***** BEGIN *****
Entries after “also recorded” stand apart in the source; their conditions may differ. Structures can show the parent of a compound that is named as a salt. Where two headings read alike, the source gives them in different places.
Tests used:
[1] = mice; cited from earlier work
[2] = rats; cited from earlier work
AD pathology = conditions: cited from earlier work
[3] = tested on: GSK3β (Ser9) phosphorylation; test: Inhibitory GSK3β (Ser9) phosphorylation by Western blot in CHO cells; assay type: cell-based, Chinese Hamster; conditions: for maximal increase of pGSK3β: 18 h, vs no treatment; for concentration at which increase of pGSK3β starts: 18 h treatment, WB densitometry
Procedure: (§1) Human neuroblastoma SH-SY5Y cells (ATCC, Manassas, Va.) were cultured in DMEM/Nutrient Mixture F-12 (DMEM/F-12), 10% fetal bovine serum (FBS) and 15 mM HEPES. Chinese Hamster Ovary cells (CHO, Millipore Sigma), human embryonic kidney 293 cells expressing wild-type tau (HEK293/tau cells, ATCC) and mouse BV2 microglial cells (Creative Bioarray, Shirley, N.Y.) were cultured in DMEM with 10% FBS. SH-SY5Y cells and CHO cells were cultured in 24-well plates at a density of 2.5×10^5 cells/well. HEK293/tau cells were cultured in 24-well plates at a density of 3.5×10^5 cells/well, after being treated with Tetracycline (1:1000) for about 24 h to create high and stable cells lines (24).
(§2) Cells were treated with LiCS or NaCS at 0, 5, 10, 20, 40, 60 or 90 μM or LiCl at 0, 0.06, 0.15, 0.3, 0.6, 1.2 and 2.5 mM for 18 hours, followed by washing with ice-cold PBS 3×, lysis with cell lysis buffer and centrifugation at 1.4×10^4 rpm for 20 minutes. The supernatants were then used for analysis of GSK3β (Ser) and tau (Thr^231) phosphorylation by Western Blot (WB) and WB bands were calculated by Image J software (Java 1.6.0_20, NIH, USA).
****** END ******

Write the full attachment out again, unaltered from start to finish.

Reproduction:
Entries after “also recorded” stand apart in the source; their conditions may differ. Structures can show the parent of a compound that is named as a salt. Where two headings read alike, the source gives them in different places.
Tests used:
[1] = mice; cited from earlier work
[2] = rats; cited from earlier work
AD pathology = conditions: cited from earlier work
[3] = tested on: GSK3β (Ser9) phosphorylation; test: Inhibitory GSK3β (Ser9) phosphorylation by Western blot in CHO cells; assay type: cell-based, Chinese Hamster; conditions: for maximal increase of pGSK3β: 18 h, vs no treatment; for concentration at which increase of pGSK3β starts: 18 h treatment, WB densitometry
Procedure: (§1) Human neuroblastoma SH-SY5Y cells (ATCC, Manassas, Va.) were cultured in DMEM/Nutrient Mixture F-12 (DMEM/F-12), 10% fetal bovine serum (FBS) and 15 mM HEPES. Chinese Hamster Ovary cells (CHO, Millipore Sigma), human embryonic kidney 293 cells expressing wild-type tau (HEK293/tau cells, ATCC) and mouse BV2 microglial cells (Creative Bioarray, Shirley, N.Y.) were cultured in DMEM with 10% FBS. SH-SY5Y cells and CHO cells were cultured in 24-well plates at a density of 2.5×10^5 cells/well. HEK293/tau cells were cultured in 24-well plates at a density of 3.5×10^5 cells/well, after being treated with Tetracycline (1:1000) for about 24 h to create high and stable cells lines (24).
(§2) Cells were treated with LiCS or NaCS at 0, 5, 10, 20, 40, 60 or 90 μM or LiCl at 0, 0.06, 0.15, 0.3, 0.6, 1.2 and 2.5 mM for 18 hours, followed by washing with ice-cold PBS 3×, lysis with cell lysis buffer and centrifugation at 1.4×10^4 rpm for 20 minutes. The supernatants were then used for analysis of GSK3β (Ser) and tau (Thr^231) phosphorylation by Western Blot (WB) and WB bands were calculated by Image J software (Java 1.6.0_20, NIH, USA).